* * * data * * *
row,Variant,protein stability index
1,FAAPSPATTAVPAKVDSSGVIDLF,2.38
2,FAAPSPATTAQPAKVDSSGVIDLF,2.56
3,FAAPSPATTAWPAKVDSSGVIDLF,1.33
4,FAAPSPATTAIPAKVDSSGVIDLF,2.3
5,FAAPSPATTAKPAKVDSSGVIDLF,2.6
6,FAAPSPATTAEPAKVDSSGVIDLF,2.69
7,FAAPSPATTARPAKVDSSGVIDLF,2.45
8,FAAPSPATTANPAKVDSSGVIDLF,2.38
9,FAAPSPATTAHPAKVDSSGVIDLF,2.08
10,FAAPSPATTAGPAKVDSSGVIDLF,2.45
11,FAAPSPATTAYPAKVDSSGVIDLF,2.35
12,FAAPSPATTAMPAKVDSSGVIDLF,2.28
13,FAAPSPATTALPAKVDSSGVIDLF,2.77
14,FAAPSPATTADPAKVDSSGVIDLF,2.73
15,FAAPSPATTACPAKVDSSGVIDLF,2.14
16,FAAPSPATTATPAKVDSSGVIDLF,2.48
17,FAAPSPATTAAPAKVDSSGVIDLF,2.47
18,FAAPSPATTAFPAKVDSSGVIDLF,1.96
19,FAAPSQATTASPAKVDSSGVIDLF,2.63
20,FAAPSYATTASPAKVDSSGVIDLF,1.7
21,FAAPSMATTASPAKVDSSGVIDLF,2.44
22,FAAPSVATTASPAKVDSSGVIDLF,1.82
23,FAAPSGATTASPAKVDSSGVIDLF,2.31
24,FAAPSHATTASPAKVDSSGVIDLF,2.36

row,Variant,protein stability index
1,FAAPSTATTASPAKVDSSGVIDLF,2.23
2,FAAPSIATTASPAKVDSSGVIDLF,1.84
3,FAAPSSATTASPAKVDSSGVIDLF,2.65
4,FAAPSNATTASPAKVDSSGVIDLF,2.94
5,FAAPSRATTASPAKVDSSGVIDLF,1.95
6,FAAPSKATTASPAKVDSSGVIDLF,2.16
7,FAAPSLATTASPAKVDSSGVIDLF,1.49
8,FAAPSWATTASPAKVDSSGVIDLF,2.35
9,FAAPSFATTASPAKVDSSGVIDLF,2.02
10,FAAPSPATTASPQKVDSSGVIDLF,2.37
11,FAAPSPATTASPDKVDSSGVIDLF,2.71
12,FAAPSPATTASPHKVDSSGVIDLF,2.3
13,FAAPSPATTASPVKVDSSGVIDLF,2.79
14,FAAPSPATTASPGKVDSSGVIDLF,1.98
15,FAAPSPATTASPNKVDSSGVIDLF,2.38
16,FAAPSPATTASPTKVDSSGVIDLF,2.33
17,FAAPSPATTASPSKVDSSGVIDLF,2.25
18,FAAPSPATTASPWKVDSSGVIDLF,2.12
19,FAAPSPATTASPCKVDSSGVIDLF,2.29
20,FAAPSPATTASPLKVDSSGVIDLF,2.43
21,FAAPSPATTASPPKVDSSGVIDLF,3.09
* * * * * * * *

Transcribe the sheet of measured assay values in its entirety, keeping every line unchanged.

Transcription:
row,Variant,protein stability index
1,FAAPSPATTAVPAKVDSSGVIDLF,2.38
2,FAAPSPATTAQPAKVDSSGVIDLF,2.56
3,FAAPSPATTAWPAKVDSSGVIDLF,1.33
4,FAAPSPATTAIPAKVDSSGVIDLF,2.3
5,FAAPSPATTAKPAKVDSSGVIDLF,2.6
6,FAAPSPATTAEPAKVDSSGVIDLF,2.69
7,FAAPSPATTARPAKVDSSGVIDLF,2.45
8,FAAPSPATTANPAKVDSSGVIDLF,2.38
9,FAAPSPATTAHPAKVDSSGVIDLF,2.08
10,FAAPSPATTAGPAKVDSSGVIDLF,2.45
11,FAAPSPATTAYPAKVDSSGVIDLF,2.35
12,FAAPSPATTAMPAKVDSSGVIDLF,2.28
13,FAAPSPATTALPAKVDSSGVIDLF,2.77
14,FAAPSPATTADPAKVDSSGVIDLF,2.73
15,FAAPSPATTACPAKVDSSGVIDLF,2.14
16,FAAPSPATTATPAKVDSSGVIDLF,2.48
17,FAAPSPATTAAPAKVDSSGVIDLF,2.47
18,FAAPSPATTAFPAKVDSSGVIDLF,1.96
19,FAAPSQATTASPAKVDSSGVIDLF,2.63
20,FAAPSYATTASPAKVDSSGVIDLF,1.7
21,FAAPSMATTASPAKVDSSGVIDLF,2.44
22,FAAPSVATTASPAKVDSSGVIDLF,1.82
23,FAAPSGATTASPAKVDSSGVIDLF,2.31
24,FAAPSHATTASPAKVDSSGVIDLF,2.36

row,Variant,protein stability index
1,FAAPSTATTASPAKVDSSGVIDLF,2.23
2,FAAPSIATTASPAKVDSSGVIDLF,1.84
3,FAAPSSATTASPAKVDSSGVIDLF,2.65
4,FAAPSNATTASPAKVDSSGVIDLF,2.94
5,FAAPSRATTASPAKVDSSGVIDLF,1.95
6,FAAPSKATTASPAKVDSSGVIDLF,2.16
7,FAAPSLATTASPAKVDSSGVIDLF,1.49
8,FAAPSWATTASPAKVDSSGVIDLF,2.35
9,FAAPSFATTASPAKVDSSGVIDLF,2.02
10,FAAPSPATTASPQKVDSSGVIDLF,2.37
11,FAAPSPATTASPDKVDSSGVIDLF,2.71
12,FAAPSPATTASPHKVDSSGVIDLF,2.3
13,FAAPSPATTASPVKVDSSGVIDLF,2.79
14,FAAPSPATTASPGKVDSSGVIDLF,1.98
15,FAAPSPATTASPNKVDSSGVIDLF,2.38
16,FAAPSPATTASPTKVDSSGVIDLF,2.33
17,FAAPSPATTASPSKVDSSGVIDLF,2.25
18,FAAPSPATTASPWKVDSSGVIDLF,2.12
19,FAAPSPATTASPCKVDSSGVIDLF,2.29
20,FAAPSPATTASPLKVDSSGVIDLF,2.43
21,FAAPSPATTASPPKVDSSGVIDLF,3.09